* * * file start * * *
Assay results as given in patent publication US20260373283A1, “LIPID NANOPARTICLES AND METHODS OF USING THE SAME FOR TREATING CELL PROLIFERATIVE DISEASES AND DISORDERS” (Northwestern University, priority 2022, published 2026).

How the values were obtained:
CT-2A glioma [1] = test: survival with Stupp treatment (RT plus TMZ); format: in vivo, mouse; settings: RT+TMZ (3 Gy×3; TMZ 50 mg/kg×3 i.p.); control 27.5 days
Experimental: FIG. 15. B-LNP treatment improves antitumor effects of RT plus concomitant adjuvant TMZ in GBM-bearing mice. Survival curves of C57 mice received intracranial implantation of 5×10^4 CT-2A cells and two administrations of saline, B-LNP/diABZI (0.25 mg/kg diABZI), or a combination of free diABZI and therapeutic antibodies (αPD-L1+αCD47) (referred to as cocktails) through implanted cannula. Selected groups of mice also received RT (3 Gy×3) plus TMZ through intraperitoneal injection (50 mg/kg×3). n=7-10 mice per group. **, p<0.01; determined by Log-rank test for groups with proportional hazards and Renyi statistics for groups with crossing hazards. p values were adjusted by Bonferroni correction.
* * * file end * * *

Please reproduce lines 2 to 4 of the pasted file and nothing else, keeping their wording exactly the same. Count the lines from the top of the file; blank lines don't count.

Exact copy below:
How the values were obtained:
CT-2A glioma [1] = test: survival with Stupp treatment (RT plus TMZ); format: in vivo, mouse; settings: RT+TMZ (3 Gy×3; TMZ 50 mg/kg×3 i.p.); control 27.5 days
Experimental: FIG. 15. B-LNP treatment improves antitumor effects of RT plus concomitant adjuvant TMZ in GBM-bearing mice. Survival curves of C57 mice received intracranial implantation of 5×10^4 CT-2A cells and two administrations of saline, B-LNP/diABZI (0.25 mg/kg diABZI), or a combination of free diABZI and therapeutic antibodies (αPD-L1+αCD47) (referred to as cocktails) through implanted cannula. Selected groups of mice also received RT (3 Gy×3) plus TMZ through intraperitoneal injection (50 mg/kg×3). n=7-10 mice per group. **, p<0.01; determined by Log-rank test for groups with proportional hazards and Renyi statistics for groups with crossing hazards. p values were adjusted by Bonferroni correction.